Nvidia's new Pegasus chip targets tomorrow's fully autonomous vehicles

Nvidia's new Pegasus chip targets tomorrow's fully autonomous vehicles

Nvidia's new Pegasus chip targets tomorrow's fully autonomous vehicles

Nvidia has announced a new AI supercomputer with enough processing power for fully autonomous (Level 5) driving, which means it's everything a auto maker needs to power a driverless vehicle all by itself. The company goes as far as saying vehicles built around Pegasus' technology could eschew steering wheels, pedals, or mirrors, thereby offering increased flexibility to automotive designers. The new chip is aimed at "Level 5" autonomous driving, the highest level of autonomy.

Nvidia says Pegasus will offer Level Five autonomy, where a vehicle can drive itself on all roads and in all environments, regardless of weather, traffic, road conditions, or the actions of human drivers around it.

The company's DRIVE PX Pegasus AI computer is roughly the size of a license plate and it's capable of replacing the entire truck full of computing equipment that's used in existing level 5 autonomous cars. It's claimed to have the AI performance of a 100-server data center. New types of cars will be invented, resembling offices, living rooms or hotel rooms on wheels.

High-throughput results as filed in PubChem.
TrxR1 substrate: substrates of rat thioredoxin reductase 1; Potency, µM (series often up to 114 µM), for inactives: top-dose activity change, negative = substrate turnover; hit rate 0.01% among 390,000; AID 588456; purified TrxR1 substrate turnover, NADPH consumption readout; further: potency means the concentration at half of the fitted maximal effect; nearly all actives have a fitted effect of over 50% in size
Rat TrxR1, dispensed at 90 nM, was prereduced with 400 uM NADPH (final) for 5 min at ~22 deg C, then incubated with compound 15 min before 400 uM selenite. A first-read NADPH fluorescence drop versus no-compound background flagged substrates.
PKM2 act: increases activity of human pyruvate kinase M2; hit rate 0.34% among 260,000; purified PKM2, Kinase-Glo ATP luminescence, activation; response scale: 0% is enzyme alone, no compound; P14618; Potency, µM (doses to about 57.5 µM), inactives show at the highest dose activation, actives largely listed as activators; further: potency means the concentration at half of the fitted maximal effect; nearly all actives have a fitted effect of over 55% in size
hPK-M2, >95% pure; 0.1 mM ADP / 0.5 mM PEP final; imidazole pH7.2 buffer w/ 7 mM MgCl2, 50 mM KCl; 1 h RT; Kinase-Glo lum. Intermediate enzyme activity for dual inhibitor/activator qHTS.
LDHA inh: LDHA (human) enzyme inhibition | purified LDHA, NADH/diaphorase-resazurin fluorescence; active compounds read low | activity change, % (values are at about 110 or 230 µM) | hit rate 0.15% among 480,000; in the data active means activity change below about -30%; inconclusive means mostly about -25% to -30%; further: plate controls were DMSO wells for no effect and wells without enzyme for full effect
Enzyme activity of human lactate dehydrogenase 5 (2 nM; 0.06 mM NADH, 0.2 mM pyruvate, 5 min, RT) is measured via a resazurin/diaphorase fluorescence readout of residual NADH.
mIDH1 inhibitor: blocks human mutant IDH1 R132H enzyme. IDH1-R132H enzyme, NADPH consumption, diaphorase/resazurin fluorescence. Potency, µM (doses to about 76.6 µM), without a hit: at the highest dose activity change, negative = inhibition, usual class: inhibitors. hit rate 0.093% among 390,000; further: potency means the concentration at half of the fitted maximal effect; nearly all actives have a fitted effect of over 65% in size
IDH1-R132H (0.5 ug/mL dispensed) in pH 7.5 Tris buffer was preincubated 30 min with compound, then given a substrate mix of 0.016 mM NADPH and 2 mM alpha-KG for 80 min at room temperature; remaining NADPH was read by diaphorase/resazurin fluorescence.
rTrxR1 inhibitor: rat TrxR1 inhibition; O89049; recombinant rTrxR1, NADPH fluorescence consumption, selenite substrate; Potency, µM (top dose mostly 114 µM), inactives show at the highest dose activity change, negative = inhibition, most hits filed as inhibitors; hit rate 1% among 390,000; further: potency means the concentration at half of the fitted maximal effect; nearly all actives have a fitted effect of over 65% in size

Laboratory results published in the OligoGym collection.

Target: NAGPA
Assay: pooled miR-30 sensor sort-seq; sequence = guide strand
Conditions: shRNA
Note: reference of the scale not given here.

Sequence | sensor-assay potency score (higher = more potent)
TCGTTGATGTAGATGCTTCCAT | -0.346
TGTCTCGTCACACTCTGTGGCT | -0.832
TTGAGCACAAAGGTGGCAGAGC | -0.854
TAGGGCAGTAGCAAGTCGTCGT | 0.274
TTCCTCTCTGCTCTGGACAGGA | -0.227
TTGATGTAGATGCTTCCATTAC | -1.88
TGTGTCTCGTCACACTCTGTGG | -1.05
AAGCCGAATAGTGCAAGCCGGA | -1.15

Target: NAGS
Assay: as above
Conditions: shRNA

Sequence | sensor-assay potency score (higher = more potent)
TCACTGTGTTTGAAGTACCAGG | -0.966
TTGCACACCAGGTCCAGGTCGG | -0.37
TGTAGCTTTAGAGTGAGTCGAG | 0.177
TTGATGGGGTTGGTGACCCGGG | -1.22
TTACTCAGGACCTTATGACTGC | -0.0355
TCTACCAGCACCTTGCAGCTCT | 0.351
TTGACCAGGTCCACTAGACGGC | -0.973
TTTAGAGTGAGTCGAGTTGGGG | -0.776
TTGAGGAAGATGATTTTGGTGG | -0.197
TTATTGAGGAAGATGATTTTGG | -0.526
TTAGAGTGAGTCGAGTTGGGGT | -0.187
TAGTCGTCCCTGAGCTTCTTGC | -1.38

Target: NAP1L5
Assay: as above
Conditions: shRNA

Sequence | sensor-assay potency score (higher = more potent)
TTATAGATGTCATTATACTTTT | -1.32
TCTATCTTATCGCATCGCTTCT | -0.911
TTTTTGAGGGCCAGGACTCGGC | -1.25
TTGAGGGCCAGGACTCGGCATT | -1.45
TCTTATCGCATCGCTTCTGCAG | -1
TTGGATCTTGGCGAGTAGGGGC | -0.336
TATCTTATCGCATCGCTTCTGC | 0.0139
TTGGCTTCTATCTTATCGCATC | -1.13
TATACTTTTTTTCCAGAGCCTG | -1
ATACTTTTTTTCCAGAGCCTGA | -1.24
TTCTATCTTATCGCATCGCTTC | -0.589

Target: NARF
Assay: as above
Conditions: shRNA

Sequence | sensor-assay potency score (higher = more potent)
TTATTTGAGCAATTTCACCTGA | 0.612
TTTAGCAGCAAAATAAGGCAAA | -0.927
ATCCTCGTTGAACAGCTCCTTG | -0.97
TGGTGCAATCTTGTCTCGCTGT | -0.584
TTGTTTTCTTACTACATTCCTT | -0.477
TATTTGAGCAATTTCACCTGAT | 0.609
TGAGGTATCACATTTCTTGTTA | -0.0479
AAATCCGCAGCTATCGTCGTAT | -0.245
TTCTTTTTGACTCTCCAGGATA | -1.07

"The breakthrough AI performance and capabilities of the NVIDIA DRIVE PX Pegasus platform will ensure the reliability and safety of our autonomous trucking fleet".

READ NEXT:Interview: How AI is revolutionising software maintenance "Creating a fully self-driving vehicle is one of society's most important endeavors - and one of the most challenging to deliver", said Jensen Huang, NVIDIA founder and CEO.

"Driverless cars will enable new ride- and car-sharing services".

Of course, when the platform comes out, we won't see Level 5 vehicles popping up overnight. Under Huang, Nvidia's products harness the ability of graphics chips to perform many simple computing tasks at the same time more rapidly than traditional CPUs to run AI apps. Chips based on the Volta architecture are only now spreading into well-funded datacenters, and the GPUs on the Pegasus board are based on Volta's future successor.

The Pegasus is created to receive an Automotive Safety Integrity Level D certification, the highest standard of functional safety for road vehicles as defined by the ISO.

Pegasus will be available to NVIDIA's automotive partners in the second half of 2018, the press release said. According to the company, the DRIVE PX Pegasus AI computer will enable level 5 autonomy.

Nvidia shares were up 3.7%, near 192.20, in premarket trading on the stock market today.

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